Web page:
Social media is great. Apps like Snapchat and Twitter allow us to connect with friends and family from all across the world more effectively than ever before. Sharing ideas and artwork on Instagram or Facebook and broadcasting them to an audience who is willing to support it has been boiled down to a science. Never before in history have we had so many individuals express their ideas in writing as prolifically as a result of social media.
Yet while social media provides an opportunity for connection and community it can also be a tremendous time waster and can result in a significant decrease in the quality of our day. When we end up using our social apps like televisions (for consuming) instead of telephones (for creating and engaging) it can leave us feeling drained and depressed. For this reason, many of us seek to limit the amount of screen time we spend throughout the day in an attempt to take back our daily life. Here are a few ways to practically cut back on social media.
1. Delete all social apps except your favorite
With the advent of smartphones, it's so easy to fall into an eternal "scroll hole" (who clicks on things anymore?) with a never-ending newsfeed that you don't really care about but can't seem to wrench yourself away from. One surefire way to both restrict arbitrary social time as well as take advantage of the time that you do spend on social media is to delete all of the social media apps on your smartphone except for your absolute favorite one.
This forces you to reflect on what kind of activities you really enjoy on social media. It also makes it difficult to jump from one app to the next which often leads to consuming the same information over and over again but simply through a different lens. It also allows you to fully indulge and appreciate the social media time you spend on a laptop or desktop computer (if you even have one of those anymore).
Mileage may vary based on user, but in my experience, just like extreme dieting, a complete social media fast that doesn't allow for some kind of use throughout the day typically results in frustration and a subsequent binge session.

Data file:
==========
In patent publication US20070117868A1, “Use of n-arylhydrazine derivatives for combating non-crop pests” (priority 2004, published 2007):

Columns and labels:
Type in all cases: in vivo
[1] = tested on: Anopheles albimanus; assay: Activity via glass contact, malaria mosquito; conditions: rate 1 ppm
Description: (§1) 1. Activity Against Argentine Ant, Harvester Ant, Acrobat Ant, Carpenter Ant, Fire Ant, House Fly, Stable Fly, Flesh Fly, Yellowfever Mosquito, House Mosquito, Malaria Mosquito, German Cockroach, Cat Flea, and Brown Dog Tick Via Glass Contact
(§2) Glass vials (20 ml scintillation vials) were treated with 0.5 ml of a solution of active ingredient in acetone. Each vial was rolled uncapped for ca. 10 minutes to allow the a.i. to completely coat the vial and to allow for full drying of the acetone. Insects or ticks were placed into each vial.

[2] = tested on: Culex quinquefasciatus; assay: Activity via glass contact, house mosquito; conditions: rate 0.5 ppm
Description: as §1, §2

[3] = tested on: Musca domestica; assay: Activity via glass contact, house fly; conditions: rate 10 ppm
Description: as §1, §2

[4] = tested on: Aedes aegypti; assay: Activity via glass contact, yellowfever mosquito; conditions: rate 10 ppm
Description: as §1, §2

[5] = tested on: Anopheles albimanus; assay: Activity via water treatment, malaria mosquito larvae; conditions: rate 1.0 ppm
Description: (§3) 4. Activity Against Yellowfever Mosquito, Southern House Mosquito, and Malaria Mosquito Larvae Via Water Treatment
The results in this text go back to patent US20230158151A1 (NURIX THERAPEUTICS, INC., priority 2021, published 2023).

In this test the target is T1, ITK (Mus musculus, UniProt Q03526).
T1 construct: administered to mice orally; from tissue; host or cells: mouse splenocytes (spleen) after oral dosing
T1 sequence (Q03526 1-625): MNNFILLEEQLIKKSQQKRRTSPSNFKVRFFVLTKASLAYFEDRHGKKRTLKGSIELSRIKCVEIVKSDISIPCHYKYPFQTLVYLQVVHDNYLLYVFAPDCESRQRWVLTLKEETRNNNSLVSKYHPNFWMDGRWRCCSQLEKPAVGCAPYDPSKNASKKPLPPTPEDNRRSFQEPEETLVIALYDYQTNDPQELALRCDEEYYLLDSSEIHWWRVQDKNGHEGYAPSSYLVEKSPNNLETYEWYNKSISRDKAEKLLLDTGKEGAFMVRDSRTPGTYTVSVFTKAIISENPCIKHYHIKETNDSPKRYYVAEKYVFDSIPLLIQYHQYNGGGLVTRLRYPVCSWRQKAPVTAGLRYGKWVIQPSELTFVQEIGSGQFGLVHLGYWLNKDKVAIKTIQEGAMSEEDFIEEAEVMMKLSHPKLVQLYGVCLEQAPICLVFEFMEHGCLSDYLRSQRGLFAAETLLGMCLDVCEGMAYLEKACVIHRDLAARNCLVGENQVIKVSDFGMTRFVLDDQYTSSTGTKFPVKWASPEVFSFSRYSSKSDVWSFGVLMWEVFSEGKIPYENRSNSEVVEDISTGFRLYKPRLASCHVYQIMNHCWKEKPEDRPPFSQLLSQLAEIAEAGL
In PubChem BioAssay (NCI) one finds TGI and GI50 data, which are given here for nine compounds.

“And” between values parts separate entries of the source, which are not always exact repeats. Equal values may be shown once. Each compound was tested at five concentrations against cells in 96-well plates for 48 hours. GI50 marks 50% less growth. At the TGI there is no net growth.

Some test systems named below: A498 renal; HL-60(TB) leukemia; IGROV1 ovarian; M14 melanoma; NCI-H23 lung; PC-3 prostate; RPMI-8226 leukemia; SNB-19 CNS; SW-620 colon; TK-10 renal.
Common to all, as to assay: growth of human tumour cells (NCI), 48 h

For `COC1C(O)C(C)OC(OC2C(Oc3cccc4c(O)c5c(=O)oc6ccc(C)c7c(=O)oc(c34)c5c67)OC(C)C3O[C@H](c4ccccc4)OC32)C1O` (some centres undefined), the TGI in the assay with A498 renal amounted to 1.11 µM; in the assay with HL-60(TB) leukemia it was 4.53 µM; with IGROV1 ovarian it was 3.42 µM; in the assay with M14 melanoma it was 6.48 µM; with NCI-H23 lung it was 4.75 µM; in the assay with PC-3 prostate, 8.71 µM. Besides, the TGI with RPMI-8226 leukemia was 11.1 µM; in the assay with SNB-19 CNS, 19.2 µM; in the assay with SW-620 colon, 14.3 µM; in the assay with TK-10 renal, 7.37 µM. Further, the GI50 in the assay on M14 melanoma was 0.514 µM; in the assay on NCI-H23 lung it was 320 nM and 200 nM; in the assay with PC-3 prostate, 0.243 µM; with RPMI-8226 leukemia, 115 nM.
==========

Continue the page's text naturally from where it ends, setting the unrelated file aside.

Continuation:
Snapchat or Instagram probably makes the most sense to keep on your smartphone. Facebook and Twitter are somewhat redundant and you can use them on traditional computers and not just smartphones.
2. Log out of your social accounts
Similar to a safe search on Google for inappropriate content, logging out of your social media account when not in use acts as a level of inconvenience and obstruction to your social account.
This doesn't mean you'll never succumb to the temptation of logging in to your Facebook and become infuriated by the latest political rant your frenemy has posted. But it does provide a moment for you to consider whether or not you really want to login. Sometimes that's enough to make you realize that this social media visit is more about boredom rather than a desire for connection or entertainment.
3. Only consume when you produce
A great rule to guide whether not to sign into that social account is to only sign-on and check out what's going on in your feed when you already have something to say/post. This rule restricts any voyeuristic tendencies and encourages you to be, if not literary, at least somewhat productive in the use of your time. It both incentivizes creativity and connection while restricting arbitrary screen time.
So experiment with some of these methods and tips and see what works and what doesn't. You can even use these rules as inspiration for your own restrictions. Just remember to make a game that you can win. Consistency is key.